Telyatnikov headed the firefighting effort at Chernobyl Reactor Unit 4 after the explosion on April 26, 1986. At that time Telyatnikov was the chief of military fire prevention at the Chernobyl nuclear-power station. Telyatnikov and his colleagues, a number of those also from Kazakhstan (as these countries were all part of the USSR), ascended the badly damaged and heavily radiation-contaminated roof of Reactor Unit 4 more than once in order to prevent the fires from spreading and endangering Reactor Unit 3. In 1987 Telyatnikov was named a Hero of the Soviet Union. Two of his assistants, Vladimir Pravik and Viktor Kibenok, were given the award posthumously, as they died from acute radiation sickness soon after the disaster.

Telyatnikov continued his service in the Ministry of the Interior of the USSR and, following the collapse of the Soviet Union, in Ukraine.

In 1998, Telyatnikov headed the volunteer fire department of Kiev, and designed the "Junior Firefighter" program.  He died of cancer at the age of 53. On April 26, 2006, the twentieth anniversary of the Chernobyl disaster, a monument was dedicated to him at the Baykove cemetery in Kiev where he is buried.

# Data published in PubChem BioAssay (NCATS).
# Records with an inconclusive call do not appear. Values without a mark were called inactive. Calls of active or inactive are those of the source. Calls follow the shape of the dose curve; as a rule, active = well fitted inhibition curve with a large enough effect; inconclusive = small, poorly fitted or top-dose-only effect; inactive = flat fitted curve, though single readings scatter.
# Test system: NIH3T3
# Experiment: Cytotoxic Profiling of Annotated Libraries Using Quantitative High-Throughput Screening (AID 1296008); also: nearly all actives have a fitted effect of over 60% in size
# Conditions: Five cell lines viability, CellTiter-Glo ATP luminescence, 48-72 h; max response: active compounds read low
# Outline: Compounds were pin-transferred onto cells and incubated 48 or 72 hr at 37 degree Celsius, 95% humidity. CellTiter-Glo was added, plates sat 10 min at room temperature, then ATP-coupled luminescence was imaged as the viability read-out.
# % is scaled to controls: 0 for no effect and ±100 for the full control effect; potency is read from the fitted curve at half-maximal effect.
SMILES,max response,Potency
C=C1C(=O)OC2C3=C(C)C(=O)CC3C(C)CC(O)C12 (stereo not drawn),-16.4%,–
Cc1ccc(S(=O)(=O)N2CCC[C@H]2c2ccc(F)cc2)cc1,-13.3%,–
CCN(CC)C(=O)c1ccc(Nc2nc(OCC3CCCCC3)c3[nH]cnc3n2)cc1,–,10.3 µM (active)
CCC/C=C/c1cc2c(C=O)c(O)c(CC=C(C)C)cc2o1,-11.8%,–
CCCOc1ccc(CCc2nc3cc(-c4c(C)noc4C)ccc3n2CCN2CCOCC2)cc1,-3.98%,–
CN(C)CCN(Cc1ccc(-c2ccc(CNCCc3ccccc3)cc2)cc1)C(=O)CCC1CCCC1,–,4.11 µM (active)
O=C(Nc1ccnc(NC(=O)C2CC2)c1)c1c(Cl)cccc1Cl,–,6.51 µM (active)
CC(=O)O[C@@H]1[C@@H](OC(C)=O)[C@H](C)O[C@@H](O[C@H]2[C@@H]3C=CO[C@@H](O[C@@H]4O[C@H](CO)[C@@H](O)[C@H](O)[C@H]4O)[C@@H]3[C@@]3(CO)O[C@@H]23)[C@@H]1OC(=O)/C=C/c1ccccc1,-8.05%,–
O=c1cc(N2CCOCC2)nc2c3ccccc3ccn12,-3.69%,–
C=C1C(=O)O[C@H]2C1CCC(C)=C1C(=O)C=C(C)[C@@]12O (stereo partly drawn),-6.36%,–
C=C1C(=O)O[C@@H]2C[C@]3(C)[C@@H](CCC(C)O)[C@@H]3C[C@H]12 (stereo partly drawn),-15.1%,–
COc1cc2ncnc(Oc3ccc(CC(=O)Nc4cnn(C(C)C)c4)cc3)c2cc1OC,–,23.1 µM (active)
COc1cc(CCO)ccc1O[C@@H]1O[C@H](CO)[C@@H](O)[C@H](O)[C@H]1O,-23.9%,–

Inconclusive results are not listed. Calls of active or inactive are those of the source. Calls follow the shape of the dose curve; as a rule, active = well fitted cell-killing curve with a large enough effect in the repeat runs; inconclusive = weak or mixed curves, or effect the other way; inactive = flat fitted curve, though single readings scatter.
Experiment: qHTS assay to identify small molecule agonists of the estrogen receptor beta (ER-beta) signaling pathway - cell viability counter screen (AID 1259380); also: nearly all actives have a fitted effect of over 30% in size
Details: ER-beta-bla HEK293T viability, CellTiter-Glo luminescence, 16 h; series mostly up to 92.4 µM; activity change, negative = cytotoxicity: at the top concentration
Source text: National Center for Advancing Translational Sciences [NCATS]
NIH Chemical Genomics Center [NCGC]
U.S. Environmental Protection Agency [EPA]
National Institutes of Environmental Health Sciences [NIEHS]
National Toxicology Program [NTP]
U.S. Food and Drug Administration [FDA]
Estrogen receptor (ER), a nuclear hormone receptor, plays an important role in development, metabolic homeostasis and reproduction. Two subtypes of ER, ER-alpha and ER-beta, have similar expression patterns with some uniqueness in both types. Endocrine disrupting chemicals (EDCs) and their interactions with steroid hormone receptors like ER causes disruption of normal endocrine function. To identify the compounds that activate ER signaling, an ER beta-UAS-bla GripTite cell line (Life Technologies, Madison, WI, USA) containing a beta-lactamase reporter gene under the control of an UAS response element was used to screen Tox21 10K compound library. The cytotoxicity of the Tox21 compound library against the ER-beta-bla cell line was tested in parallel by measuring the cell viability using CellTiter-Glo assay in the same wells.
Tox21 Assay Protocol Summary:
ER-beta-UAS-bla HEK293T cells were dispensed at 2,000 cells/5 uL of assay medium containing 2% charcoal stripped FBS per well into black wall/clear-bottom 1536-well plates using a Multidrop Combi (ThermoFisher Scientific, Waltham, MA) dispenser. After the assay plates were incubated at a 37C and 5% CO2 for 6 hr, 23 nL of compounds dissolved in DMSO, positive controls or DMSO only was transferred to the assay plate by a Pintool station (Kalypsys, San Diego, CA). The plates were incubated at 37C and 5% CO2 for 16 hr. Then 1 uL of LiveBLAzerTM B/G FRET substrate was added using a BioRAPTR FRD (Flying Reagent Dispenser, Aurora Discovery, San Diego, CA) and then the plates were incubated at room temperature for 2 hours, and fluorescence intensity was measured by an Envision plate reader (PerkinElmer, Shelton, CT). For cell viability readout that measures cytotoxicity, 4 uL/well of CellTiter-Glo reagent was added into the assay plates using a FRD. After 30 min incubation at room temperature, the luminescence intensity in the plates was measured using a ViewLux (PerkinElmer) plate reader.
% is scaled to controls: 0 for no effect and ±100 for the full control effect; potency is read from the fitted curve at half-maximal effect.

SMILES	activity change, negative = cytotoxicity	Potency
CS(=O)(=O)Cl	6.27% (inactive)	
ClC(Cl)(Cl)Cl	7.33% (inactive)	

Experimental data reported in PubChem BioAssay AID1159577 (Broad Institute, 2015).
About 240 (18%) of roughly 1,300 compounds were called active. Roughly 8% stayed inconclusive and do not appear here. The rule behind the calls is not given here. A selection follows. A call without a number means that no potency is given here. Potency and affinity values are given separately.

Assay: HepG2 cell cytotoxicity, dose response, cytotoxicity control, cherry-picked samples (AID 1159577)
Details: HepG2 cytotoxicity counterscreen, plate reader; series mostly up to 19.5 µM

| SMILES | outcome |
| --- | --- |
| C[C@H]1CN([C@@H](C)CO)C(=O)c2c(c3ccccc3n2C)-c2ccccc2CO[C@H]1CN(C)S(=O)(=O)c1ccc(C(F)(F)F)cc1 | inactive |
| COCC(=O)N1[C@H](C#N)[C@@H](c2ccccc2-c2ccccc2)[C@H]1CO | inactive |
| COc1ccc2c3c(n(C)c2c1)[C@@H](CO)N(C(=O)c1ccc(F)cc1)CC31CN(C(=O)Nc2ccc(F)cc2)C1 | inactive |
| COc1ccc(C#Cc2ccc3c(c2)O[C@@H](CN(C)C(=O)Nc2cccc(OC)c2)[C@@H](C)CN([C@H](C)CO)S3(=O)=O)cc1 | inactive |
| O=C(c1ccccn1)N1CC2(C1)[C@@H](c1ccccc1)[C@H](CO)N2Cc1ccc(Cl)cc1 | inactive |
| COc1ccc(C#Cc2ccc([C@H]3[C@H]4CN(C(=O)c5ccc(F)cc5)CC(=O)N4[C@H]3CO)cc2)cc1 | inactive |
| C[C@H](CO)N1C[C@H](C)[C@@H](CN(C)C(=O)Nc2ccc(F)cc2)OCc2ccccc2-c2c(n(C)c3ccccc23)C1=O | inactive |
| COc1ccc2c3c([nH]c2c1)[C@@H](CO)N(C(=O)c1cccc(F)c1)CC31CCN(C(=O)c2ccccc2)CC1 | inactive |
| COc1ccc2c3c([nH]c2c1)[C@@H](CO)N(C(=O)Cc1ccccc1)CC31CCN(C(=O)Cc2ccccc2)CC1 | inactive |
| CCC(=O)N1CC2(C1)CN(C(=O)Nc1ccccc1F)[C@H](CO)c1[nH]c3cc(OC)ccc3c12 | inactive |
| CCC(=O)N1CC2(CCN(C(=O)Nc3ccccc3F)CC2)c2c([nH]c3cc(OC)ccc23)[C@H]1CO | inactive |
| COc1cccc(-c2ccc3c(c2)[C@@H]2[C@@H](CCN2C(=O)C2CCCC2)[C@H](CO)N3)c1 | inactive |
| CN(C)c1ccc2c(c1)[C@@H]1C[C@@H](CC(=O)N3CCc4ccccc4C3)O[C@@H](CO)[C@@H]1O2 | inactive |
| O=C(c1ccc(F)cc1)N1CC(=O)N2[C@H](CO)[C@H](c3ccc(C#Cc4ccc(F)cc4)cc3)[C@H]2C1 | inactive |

This 30th anniversary marks the starting point – not the limit – of the Chernobyl catastrophe which continues to unfold even today. Chernobyl is not in the past. Its repercussions are still being felt by some five million people living in areas of Ukraine, Belarus and Russia who were contaminated as a result of the accident. They have to cope with the ongoing political, social, environmental and health consequences of the disaster.

We must ensure that no more Chernobyl's ever take place again. The only way we can do this is to ensure that nuclear power has no future, whilst investing in renewable alternatives. Those who speak about the benefits of nuclear power should look deeply into the eyes and souls of the innocent victims, generations of alienated and forgotten people.  Whatever the obstacles we encounter along the way, we are certain of one thing … the plight of its abandoned people cannot be forgotten.